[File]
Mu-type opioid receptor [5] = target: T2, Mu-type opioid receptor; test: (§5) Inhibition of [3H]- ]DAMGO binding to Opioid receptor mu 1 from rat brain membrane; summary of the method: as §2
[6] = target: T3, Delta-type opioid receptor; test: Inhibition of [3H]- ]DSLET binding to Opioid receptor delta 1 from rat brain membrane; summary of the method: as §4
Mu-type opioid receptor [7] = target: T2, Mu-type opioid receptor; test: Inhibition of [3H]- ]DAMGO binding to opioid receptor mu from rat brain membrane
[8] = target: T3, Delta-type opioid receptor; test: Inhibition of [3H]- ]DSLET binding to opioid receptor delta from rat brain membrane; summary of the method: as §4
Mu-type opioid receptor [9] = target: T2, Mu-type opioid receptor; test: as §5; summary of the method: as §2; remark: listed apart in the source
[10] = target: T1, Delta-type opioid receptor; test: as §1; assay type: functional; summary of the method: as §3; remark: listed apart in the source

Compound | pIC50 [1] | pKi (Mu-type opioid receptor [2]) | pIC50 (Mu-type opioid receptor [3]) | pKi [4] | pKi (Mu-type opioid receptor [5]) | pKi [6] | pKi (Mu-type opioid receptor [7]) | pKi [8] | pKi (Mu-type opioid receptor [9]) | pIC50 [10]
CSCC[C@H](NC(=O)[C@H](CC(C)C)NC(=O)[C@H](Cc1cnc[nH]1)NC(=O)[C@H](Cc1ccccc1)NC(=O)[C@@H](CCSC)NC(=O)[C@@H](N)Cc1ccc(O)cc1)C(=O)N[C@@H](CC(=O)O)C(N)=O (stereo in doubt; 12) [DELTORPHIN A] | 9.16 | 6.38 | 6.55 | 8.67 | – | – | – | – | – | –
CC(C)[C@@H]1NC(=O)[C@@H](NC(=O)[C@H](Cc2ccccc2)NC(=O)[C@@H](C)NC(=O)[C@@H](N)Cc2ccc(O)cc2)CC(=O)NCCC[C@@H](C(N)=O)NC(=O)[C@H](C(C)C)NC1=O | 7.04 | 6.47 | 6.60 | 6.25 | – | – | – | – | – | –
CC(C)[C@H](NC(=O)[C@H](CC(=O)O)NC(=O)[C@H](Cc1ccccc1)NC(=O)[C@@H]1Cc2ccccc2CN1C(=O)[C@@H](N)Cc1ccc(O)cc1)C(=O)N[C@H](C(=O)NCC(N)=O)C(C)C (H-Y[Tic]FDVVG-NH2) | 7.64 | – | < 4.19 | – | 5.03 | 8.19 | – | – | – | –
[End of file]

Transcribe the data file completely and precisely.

Mu-type opioid receptor [5] = target: T2, Mu-type opioid receptor; test: (§5) Inhibition of [3H]- ]DAMGO binding to Opioid receptor mu 1 from rat brain membrane; summary of the method: as §2
[6] = target: T3, Delta-type opioid receptor; test: Inhibition of [3H]- ]DSLET binding to Opioid receptor delta 1 from rat brain membrane; summary of the method: as §4
Mu-type opioid receptor [7] = target: T2, Mu-type opioid receptor; test: Inhibition of [3H]- ]DAMGO binding to opioid receptor mu from rat brain membrane
[8] = target: T3, Delta-type opioid receptor; test: Inhibition of [3H]- ]DSLET binding to opioid receptor delta from rat brain membrane; summary of the method: as §4
Mu-type opioid receptor [9] = target: T2, Mu-type opioid receptor; test: as §5; summary of the method: as §2; remark: listed apart in the source
[10] = target: T1, Delta-type opioid receptor; test: as §1; assay type: functional; summary of the method: as §3; remark: listed apart in the source

Compound | pIC50 [1] | pKi (Mu-type opioid receptor [2]) | pIC50 (Mu-type opioid receptor [3]) | pKi [4] | pKi (Mu-type opioid receptor [5]) | pKi [6] | pKi (Mu-type opioid receptor [7]) | pKi [8] | pKi (Mu-type opioid receptor [9]) | pIC50 [10]
CSCC[C@H](NC(=O)[C@H](CC(C)C)NC(=O)[C@H](Cc1cnc[nH]1)NC(=O)[C@H](Cc1ccccc1)NC(=O)[C@@H](CCSC)NC(=O)[C@@H](N)Cc1ccc(O)cc1)C(=O)N[C@@H](CC(=O)O)C(N)=O (stereo in doubt; 12) [DELTORPHIN A] | 9.16 | 6.38 | 6.55 | 8.67 | – | – | – | – | – | –
CC(C)[C@@H]1NC(=O)[C@@H](NC(=O)[C@H](Cc2ccccc2)NC(=O)[C@@H](C)NC(=O)[C@@H](N)Cc2ccc(O)cc2)CC(=O)NCCC[C@@H](C(N)=O)NC(=O)[C@H](C(C)C)NC1=O | 7.04 | 6.47 | 6.60 | 6.25 | – | – | – | – | – | –
CC(C)[C@H](NC(=O)[C@H](CC(=O)O)NC(=O)[C@H](Cc1ccccc1)NC(=O)[C@@H]1Cc2ccccc2CN1C(=O)[C@@H](N)Cc1ccc(O)cc1)C(=O)N[C@H](C(=O)NCC(N)=O)C(C)C (H-Y[Tic]FDVVG-NH2) | 7.64 | – | < 4.19 | – | 5.03 | 8.19 | – | – | – | –